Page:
Biosystems and Agricultural Engineering

The Department of Biosystems and Agricultural Engineering offers degrees within the Ferguson College of Agriculture and the College of Engineering, Architecture and Technology (CEAT). The department offers two undergraduate majors (Biosystems Engineering and Agricultural Systems Technology) and both masters and doctoral programs in biosystems engineering. The department's undergraduate and graduate biosystems engineering degrees are awarded through CEAT. The agricultural systems technology degree is awarded through the Ferguson College. The undergraduate biosystems engineering degree is accredited by the Engineering Accreditation Commission of ABET (see under criteria for biological engineering and similarly named programs.

Biosystems engineers and agricultural systems technology professionals create and adapt engineering knowledge and technologies for the efficient and effective production, processing, storage, handling and distribution of food, feed, fiber, and other biological products, while at the same time providing for a quality environment and preserving and protecting natural resources. Our graduates directly address problems and opportunities related to food, water, energy, and the environment—all of which are critical to the quality of life in our society and align with the mission of the Division of Agricultural Sciences and Natural Resources.

Undergraduate Program

The Biosystems Engineering undergraduate degree program is a comprehensive engineering program that includes math, physical and biological sciences, basic engineering science and specialty areas. The first two years focus on the underlying biological, physical, chemical, and mathematical principles of engineering, supplemented by appropriate general education courses in English, social sciences, and humanities. The next two years build systematically upon the scientific knowledge acquired in the early courses and students have the opportunity to focus in specific option areas. The coursework is specifically sequenced and interrelated to provide design experience at each level, leading to progressively more complex, open-ended problems. The program culminates in senior year design courses in which students integrate the analysis, synthesis, and other abilities they have developed throughout the earlier portions of their study into a capstone experience. Subject-matter specialization is provided through the following five undergraduate option areas: general, bioprocessing and food processing, environment and natural resources, machine systems and pre-medical.

The biosystems engineering undergraduate program verifies that our students possess core engineering knowledge and capability by requiring students to take the Fundamentals of Engineering exam, which is an important step toward becoming a professional engineer. Candidates for the BS degree in Biosystems Engineering must take the Fundamentals of Engineering exam prior to receiving their degree.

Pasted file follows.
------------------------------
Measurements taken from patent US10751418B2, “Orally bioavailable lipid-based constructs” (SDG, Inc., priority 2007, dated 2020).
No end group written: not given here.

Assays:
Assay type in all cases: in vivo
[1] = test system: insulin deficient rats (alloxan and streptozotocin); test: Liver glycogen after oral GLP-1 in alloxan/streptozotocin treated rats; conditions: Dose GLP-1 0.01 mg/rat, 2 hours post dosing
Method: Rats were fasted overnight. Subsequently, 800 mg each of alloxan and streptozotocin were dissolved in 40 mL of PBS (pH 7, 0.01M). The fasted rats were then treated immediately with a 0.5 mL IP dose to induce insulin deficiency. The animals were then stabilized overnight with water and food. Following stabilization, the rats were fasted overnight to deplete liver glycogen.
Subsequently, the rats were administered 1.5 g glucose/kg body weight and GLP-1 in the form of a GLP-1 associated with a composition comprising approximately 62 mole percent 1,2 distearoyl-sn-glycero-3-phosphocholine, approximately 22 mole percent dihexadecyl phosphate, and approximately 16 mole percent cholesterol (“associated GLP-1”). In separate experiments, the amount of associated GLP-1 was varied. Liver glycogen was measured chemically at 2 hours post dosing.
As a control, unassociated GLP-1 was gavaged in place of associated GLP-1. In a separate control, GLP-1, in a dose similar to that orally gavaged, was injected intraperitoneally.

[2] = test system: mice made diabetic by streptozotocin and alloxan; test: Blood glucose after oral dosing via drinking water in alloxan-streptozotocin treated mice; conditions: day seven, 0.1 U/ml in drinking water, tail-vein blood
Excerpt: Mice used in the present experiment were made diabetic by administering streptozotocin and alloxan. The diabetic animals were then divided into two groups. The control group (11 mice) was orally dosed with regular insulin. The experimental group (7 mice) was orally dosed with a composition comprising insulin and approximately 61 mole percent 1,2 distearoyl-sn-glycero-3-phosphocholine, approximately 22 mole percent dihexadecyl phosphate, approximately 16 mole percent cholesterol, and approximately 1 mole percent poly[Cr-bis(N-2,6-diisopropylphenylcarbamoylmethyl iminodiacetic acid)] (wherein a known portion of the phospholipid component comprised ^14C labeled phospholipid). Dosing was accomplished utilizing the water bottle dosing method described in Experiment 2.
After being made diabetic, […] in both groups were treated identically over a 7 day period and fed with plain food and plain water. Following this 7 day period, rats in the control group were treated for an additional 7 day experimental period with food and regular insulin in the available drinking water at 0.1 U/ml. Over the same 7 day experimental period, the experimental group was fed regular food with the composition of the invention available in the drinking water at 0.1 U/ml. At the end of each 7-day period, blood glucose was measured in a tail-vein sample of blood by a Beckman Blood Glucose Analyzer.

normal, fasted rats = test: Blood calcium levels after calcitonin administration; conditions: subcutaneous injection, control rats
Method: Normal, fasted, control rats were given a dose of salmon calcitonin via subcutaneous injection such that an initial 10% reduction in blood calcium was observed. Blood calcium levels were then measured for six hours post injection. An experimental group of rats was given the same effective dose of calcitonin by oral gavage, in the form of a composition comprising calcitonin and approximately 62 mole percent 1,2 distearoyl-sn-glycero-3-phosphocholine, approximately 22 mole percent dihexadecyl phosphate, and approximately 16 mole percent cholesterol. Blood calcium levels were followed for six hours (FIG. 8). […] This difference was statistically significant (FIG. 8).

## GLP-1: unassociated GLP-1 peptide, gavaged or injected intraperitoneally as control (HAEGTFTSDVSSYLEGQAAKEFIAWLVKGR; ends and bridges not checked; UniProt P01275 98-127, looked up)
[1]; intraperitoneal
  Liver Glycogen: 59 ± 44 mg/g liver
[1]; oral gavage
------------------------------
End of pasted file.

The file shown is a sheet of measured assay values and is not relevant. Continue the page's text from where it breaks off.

A wide variety of employment opportunities are available for biosystems engineers in industry, public service, and education. Some of these opportunities include positions in government agencies, consulting engineering firms, biotechnology, and agricultural and food equipment industries.

The Agricultural Systems Technology degree program involves solving challenges faced in agricultural, food and natural systems using practical applications of available technologies and managerial skills. Those who work in this area link engineering design with end-users, developing and implementing solutions that will have positive impacts on agriculture and environmental sustainability, use of equipment and products and agribusiness. Flexibility of interests in agricultural and natural systems, business management and life-long learning in an ever-changing technological world are emphasized in the curriculum.

Agricultural systems technology graduates are prepared for a variety of careers and industries in which technology interfaces with agricultural, food and natural systems. Some of these potential career paths include agricultural and power equipment, manufacturing, equipment sales, food production and processing, government agencies, precision agriculture and environmental consulting, grain elevator management, production agriculture, petroleum industry, and water treatment operations.

In both undergraduate degree programs, an integral part of this education continuum—from basic science through comprehensive engineering design and technical problem solving—is learning experiences that facilitate the students’ abilities to function effectively in both individual and team environments. Our programs provide every graduate with adequate learning experiences to develop effective written and oral communication skills. State-of-the-art computational tools are introduced and used as a part of their problem-solving experiences. Finally, the students’ experience in solving ever-more-challenging problems enables them to continue to learn independently throughout their professional careers.